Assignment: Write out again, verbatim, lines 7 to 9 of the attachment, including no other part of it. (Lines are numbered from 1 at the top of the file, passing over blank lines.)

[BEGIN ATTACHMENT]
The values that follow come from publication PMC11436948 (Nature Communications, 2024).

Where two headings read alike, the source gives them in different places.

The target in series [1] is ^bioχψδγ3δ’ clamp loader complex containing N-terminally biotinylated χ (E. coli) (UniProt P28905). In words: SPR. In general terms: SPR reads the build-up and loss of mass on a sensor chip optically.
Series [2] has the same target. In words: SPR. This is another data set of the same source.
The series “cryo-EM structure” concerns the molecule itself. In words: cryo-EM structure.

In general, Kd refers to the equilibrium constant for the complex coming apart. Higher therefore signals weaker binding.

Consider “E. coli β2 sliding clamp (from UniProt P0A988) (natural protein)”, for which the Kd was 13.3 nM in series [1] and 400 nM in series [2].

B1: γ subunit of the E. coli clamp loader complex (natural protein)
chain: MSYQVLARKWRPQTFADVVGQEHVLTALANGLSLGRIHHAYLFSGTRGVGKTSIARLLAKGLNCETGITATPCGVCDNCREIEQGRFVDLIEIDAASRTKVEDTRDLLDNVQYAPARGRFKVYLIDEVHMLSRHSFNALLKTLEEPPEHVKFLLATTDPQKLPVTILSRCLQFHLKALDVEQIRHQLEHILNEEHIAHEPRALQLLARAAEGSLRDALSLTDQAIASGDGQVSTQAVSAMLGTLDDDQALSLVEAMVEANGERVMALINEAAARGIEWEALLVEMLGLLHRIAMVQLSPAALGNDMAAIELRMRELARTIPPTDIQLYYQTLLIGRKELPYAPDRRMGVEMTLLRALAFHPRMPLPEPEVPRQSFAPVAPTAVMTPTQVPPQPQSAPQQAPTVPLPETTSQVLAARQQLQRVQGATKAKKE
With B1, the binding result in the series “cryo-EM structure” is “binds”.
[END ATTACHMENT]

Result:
Consider “E. coli β2 sliding clamp (from UniProt P0A988) (natural protein)”, for which the Kd was 13.3 nM in series [1] and 400 nM in series [2].

B1: γ subunit of the E. coli clamp loader complex (natural protein)
chain: MSYQVLARKWRPQTFADVVGQEHVLTALANGLSLGRIHHAYLFSGTRGVGKTSIARLLAKGLNCETGITATPCGVCDNCREIEQGRFVDLIEIDAASRTKVEDTRDLLDNVQYAPARGRFKVYLIDEVHMLSRHSFNALLKTLEEPPEHVKFLLATTDPQKLPVTILSRCLQFHLKALDVEQIRHQLEHILNEEHIAHEPRALQLLARAAEGSLRDALSLTDQAIASGDGQVSTQAVSAMLGTLDDDQALSLVEAMVEANGERVMALINEAAARGIEWEALLVEMLGLLHRIAMVQLSPAALGNDMAAIELRMRELARTIPPTDIQLYYQTLLIGRKELPYAPDRRMGVEMTLLRALAFHPRMPLPEPEVPRQSFAPVAPTAVMTPTQVPPQPQSAPQQAPTVPLPETTSQVLAARQQLQRVQGATKAKKE